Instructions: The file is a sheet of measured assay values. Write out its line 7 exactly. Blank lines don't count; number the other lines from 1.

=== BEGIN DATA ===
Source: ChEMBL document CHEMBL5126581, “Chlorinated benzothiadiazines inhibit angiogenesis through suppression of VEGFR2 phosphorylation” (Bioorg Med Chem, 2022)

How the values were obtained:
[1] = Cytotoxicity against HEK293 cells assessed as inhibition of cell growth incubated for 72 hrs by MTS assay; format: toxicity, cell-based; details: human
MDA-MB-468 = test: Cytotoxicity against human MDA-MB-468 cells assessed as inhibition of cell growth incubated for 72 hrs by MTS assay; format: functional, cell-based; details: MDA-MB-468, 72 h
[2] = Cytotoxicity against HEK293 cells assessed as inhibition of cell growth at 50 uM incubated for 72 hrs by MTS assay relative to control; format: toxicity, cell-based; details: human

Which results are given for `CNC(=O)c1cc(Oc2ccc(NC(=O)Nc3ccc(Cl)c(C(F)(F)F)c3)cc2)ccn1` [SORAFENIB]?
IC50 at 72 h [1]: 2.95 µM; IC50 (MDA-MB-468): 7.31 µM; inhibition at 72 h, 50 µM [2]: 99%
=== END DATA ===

IC50 at 72 h [1]: 2.95 µM; IC50 (MDA-MB-468): 7.31 µM; inhibition at 72 h, 50 µM [2]: 99%